Monday, July 7, 2008

What defines success?

What defines success?

Is it the 2 min 30 sec routine at Nationals? Is it having the highest team GPA? Is it not having any members leave during the season and forming a tight team bond?

On my college team, I define a successful season as one where my girls grew as a team – in the areas of responsibility, leadership, communication, academics, self-discovery and self-confidence.

Success in the classroom is crucial. I remind my team that they are students before athletes. How did they compare to the other athletic teams at the university?

Success on the competition floor brings recognition to the university and a feeling of team accomplishment. As long as the team improved over the previous year's placement, they should feel successful as a competitor.

Success in the community can be measured not by the quantity of community service events in which the team participated, but what was taken away by the team. At the Boys & Girls Club, did a little boy's face light up after a squad member read his favorite book for the 4th time in a row? At the women's shelter, did the homeless woman's barely audible "thank you" hit the heart of a team member? Community service events expose your team members to situations and experiences they may never have seen otherwise – they are a win-win situation for both the team and the organization for which your team is volunteering.

Personal success can be measured by the amount of individual growth experienced by each team member. Did they make better decisions, take charge of a situation, improve athletically, and tolerate team members' differences?

Success within the team can be measured by the amount of fun they had. At the end of the year, I put together a video of still photos from the beginning of the year to the end, including all events, games, projects, team bonding socials, etc… Were the team members smiling and laughing and having a good time in the photos? If so, you can believe their overall season was enjoyable.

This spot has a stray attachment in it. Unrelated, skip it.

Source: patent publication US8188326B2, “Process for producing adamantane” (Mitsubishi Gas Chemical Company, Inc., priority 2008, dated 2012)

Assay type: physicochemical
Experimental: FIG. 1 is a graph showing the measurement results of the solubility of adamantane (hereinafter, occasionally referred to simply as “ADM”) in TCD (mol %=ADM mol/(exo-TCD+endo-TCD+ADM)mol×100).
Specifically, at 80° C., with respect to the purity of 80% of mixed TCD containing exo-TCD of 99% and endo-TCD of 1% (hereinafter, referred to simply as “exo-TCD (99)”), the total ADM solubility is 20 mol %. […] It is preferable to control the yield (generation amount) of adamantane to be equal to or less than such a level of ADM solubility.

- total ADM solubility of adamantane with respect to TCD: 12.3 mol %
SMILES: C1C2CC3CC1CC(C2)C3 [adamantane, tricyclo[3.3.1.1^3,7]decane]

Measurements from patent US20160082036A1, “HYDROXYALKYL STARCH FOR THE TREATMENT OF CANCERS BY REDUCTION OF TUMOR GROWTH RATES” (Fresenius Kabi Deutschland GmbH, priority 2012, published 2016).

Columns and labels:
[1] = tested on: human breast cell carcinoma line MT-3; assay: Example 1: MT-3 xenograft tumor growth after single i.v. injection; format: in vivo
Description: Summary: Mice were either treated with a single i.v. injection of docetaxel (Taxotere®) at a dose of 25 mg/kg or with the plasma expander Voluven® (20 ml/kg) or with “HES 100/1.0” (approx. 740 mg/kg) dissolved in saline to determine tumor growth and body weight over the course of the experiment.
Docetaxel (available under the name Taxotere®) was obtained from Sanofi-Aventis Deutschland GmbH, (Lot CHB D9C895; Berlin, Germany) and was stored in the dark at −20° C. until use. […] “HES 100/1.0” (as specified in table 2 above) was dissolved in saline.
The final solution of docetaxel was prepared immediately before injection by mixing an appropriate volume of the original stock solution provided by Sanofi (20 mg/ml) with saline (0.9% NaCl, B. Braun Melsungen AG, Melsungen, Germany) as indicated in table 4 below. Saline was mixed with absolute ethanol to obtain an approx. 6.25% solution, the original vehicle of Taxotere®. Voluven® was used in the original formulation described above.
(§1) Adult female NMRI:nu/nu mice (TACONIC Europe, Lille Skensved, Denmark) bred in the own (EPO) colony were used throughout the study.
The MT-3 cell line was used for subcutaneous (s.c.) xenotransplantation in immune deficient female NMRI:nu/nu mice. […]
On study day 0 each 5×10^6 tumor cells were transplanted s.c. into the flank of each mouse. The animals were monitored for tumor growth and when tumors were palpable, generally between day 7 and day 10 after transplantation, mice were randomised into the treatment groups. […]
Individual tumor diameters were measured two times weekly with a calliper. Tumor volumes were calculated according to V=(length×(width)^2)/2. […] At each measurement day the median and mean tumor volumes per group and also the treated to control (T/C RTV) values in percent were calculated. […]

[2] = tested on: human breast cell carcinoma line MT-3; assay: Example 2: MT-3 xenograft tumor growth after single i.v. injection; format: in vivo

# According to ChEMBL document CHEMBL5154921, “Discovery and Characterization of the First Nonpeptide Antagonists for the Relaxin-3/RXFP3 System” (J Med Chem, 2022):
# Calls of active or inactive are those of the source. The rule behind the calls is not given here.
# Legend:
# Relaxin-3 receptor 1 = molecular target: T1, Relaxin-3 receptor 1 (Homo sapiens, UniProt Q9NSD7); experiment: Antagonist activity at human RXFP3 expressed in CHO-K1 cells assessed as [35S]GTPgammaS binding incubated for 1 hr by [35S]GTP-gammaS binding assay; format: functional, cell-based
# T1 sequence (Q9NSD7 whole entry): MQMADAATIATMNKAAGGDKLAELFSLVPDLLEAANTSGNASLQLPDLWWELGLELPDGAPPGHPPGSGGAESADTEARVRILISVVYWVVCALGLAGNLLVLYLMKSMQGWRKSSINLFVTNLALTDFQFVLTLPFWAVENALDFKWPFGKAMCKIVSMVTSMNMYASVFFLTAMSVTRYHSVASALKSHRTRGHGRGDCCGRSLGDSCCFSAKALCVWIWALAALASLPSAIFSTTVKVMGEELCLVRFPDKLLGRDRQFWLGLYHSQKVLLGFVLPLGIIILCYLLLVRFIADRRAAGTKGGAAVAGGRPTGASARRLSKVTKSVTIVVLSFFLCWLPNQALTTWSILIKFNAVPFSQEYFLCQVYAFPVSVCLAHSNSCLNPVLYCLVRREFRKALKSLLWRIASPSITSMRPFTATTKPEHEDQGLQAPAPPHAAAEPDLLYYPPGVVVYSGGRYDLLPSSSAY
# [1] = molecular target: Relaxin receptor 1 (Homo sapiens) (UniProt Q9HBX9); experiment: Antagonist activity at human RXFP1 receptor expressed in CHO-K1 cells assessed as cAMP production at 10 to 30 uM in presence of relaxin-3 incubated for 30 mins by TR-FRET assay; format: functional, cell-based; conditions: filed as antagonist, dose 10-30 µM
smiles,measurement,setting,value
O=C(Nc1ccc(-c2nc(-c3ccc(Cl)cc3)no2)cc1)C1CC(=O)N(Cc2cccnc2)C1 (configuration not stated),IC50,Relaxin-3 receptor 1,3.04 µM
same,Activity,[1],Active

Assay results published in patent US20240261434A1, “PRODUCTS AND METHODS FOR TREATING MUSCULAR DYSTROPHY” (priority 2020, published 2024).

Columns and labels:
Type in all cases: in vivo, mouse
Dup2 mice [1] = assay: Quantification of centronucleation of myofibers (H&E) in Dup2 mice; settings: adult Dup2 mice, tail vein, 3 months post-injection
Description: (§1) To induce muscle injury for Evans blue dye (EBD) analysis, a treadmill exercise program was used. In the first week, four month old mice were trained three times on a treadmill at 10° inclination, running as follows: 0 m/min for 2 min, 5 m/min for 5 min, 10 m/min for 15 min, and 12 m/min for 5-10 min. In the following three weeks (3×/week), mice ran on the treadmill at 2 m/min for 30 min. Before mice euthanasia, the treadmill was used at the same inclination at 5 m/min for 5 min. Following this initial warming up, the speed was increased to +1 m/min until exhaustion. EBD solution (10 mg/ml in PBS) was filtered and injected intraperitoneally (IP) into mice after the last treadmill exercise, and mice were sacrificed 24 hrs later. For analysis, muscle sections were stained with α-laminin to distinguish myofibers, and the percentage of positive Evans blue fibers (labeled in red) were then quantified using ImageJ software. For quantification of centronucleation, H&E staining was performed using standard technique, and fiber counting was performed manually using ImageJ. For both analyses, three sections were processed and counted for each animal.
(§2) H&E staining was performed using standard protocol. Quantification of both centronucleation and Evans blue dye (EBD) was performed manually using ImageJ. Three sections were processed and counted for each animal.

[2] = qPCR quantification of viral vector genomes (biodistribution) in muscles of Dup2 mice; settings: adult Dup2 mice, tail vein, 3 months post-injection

This past year, we overcame a team member who failed a random drug test (she took a friend's ADHD medicine to help her "focus" on studying for midterms) 2 unplanned pregnancies, a questionably faked injury one day before Nationals (was she embarrassed that this team wasn't as good as her previous school's team?), a death of a parent, and several other obstacles. But the key word here is overcame. The team grew as a team and as individuals. They worked hard on and off the mat, and were proud of their performances on the court and at competition. New friendships were made and lifetime bods were formed. Yes – I'd say the season was a success.

1 comment:

Anonymous said...


I happened upon your blog while looking for an answer to this question (hope you can offer your insight.) On a high school cheer squad that consists of freshman through seniors (small school)...should the captain position be offered to returning Juniors and Seniors or just Seniors only? Thank you in advance for your time and expertise.